The Shadow Self and Jung

The Shadow Self.

It’s real, that’s for sure.

I have this bizarre friendship with someone who I met many years ago — For as long as I’ve known him, he hasn’t worked what I’ve always considered a “real” job — A 9-5, at times soul-crushing cubicle manifestation that we, in the U.S, know as “jobs.”  I’ve been in these cube-dwells (mind you, for unbelievable organizations) for a long, long time – and it just didn’t feel normal. Or healthy.

But my friend was different. He’d work in small stretches, sometimes making things, sometimes helping his family with odd jobs, staying with friends and extended community members – and mainly, living what most people would consider an “alternative” life.

I’d be lying if I didn’t say I resented, to a large extent, his freedom.

Then, a conversation I had with another dear friend who put these feelings into a Jungian perspective- My Shadow Self was, well, screaming.

What’s the shadow self? Well, essentially it’s this:

  • “In Jungian psychology, the shadow or “shadow aspect” is a part of the unconscious mind consisting of repressed weaknesses, shortcomings, and instincts. It is one of the three most recognizable archetypes, the others being the anima and animus and the persona. “Everyone carries a shadow,” Jung wrote, “and the less it is embodied in the individual’s conscious life, the blacker and denser it is.”[1] It may be (in part) one’s link to more primitive animal instincts,[2] which are superseded during early childhood by the conscious mind.
  • According to Jung, the shadow, in being instinctive and irrational, is prone to projection: turning a personal inferiority into a perceived moral deficiency in someone else. Jung writes that if these projections are unrecognized “The projection-making factor (the Shadow archetype) then has a free hand and can realize its object–if it has one–or bring about some other situation characteristic of its power.” [3] These projections insulate and cripple individuals by forming an ever thicker fog of illusion between the ego and the real world.”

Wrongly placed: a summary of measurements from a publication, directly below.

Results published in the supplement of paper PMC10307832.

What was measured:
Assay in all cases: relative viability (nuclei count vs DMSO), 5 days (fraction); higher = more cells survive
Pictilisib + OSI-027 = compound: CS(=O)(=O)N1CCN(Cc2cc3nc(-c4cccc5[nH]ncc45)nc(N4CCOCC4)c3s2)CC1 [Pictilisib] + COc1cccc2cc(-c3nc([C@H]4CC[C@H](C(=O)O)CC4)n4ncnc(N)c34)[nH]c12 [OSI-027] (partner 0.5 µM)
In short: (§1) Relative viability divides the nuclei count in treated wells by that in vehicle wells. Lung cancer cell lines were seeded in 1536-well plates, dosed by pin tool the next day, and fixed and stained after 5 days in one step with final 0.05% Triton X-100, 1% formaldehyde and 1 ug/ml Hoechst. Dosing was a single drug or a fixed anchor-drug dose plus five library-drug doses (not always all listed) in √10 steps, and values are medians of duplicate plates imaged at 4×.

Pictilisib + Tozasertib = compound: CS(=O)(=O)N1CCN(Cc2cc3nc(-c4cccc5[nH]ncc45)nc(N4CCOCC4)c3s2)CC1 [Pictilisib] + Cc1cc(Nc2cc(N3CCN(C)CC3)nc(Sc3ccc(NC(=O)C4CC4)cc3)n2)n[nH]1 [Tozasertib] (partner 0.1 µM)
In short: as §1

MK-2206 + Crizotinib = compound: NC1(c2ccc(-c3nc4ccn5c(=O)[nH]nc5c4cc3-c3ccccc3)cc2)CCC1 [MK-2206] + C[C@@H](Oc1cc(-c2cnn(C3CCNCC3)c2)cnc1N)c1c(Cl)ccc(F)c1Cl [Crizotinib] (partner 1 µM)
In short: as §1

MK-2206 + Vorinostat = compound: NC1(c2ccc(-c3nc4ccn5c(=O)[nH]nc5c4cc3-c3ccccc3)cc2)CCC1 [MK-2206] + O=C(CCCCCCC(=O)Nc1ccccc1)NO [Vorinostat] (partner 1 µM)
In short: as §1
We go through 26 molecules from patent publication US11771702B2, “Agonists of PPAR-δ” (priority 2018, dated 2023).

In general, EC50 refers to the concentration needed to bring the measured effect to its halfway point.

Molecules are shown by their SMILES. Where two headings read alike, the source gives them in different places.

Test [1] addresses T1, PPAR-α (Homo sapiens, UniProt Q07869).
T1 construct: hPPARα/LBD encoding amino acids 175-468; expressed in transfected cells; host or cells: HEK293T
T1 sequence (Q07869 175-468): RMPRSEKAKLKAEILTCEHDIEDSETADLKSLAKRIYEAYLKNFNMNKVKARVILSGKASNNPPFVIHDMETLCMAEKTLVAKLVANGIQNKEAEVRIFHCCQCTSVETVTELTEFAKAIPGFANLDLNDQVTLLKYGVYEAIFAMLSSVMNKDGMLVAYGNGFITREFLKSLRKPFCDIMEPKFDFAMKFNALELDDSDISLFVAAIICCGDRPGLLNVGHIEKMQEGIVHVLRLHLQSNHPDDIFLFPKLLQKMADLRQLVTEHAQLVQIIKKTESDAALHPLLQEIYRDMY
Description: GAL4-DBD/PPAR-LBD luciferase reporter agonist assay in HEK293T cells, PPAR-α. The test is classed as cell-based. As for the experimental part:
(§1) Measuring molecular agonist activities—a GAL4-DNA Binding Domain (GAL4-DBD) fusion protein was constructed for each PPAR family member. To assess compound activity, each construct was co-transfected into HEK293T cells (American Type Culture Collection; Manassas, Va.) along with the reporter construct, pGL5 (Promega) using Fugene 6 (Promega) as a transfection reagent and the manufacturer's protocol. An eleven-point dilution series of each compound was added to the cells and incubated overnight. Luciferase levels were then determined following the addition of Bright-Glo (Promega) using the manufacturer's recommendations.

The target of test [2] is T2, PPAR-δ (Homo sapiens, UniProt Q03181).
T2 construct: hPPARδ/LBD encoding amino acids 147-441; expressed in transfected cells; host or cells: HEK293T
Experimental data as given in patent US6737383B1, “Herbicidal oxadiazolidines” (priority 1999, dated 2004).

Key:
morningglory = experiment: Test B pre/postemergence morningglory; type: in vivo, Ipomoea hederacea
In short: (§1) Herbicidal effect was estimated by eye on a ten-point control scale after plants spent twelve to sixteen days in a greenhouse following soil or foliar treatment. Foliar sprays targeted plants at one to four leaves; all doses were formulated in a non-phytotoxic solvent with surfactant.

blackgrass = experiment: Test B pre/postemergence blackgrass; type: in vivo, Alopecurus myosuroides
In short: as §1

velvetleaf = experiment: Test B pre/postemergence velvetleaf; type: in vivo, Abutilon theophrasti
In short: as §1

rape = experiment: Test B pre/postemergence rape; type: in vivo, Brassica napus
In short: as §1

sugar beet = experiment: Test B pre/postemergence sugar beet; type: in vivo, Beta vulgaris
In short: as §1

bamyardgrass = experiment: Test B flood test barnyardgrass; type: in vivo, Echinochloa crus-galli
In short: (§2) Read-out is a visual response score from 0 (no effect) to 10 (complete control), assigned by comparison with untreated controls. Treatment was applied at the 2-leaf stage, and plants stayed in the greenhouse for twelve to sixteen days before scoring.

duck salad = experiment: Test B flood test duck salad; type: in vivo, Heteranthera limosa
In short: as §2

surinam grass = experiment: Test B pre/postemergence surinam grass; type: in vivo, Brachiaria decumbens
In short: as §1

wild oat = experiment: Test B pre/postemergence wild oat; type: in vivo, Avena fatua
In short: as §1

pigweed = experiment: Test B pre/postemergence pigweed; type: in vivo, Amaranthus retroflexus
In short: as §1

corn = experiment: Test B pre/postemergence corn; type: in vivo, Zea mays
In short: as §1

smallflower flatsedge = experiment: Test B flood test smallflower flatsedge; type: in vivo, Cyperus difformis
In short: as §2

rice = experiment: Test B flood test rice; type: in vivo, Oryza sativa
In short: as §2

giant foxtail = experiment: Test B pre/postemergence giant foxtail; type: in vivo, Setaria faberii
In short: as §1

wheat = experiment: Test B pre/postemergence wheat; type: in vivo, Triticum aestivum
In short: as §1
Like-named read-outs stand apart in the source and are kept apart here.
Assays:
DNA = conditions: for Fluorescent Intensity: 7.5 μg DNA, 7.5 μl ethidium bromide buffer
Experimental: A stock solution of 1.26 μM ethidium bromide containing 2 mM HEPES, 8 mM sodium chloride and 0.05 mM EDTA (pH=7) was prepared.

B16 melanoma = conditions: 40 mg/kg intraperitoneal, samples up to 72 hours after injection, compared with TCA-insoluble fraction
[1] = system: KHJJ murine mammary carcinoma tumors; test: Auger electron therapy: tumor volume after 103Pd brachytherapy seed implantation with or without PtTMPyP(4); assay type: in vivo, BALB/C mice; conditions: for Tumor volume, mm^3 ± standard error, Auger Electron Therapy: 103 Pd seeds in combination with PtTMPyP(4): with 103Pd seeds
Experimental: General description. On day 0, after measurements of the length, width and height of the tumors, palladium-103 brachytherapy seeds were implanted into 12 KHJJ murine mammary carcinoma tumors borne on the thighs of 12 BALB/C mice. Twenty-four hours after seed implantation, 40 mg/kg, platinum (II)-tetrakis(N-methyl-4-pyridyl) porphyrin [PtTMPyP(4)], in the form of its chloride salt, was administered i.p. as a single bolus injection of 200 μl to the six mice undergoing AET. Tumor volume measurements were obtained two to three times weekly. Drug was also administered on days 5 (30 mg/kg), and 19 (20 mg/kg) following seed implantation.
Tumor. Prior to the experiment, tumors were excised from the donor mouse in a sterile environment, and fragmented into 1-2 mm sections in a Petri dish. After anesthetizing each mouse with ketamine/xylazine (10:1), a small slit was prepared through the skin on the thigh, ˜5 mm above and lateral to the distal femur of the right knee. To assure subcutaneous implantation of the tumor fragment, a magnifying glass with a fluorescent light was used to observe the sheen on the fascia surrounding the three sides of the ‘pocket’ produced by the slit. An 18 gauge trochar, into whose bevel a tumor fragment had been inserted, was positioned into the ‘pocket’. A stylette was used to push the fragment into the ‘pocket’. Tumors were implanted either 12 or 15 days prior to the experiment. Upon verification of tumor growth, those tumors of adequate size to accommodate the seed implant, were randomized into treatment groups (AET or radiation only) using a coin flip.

The way I interpret this all is simple – my Shadow Self was screaming to get out, to be ‘free,’ to make decisions that are a little different, and to live a potentially atypical life. My resentment towards my friend who I’ve always viewed as ‘free’ was merely a reflection on my real, and deeply held, desires.

There is probably a lot more to say about the Shadow Self — but I’ll say this — I recognize it, in myself – the resentment that has built due to the fact that I made choices I felt I ‘should’ make as opposed to those I wanted to make. I don’t mean to complain — I’m so lucky to have had these choices. But, I felt constrained by them at the same time.

The Shadow Self is certainly not a new concept – but its one that resonates with me deeply. I recognize that not everyone has the agency or resources to make such decisions. But for me, it wasn’t for lack of these things that I’ve spent so long doing that which I thought I should. It’s that I didn’t really believe enough in myself to attempt to do it a bit differently.

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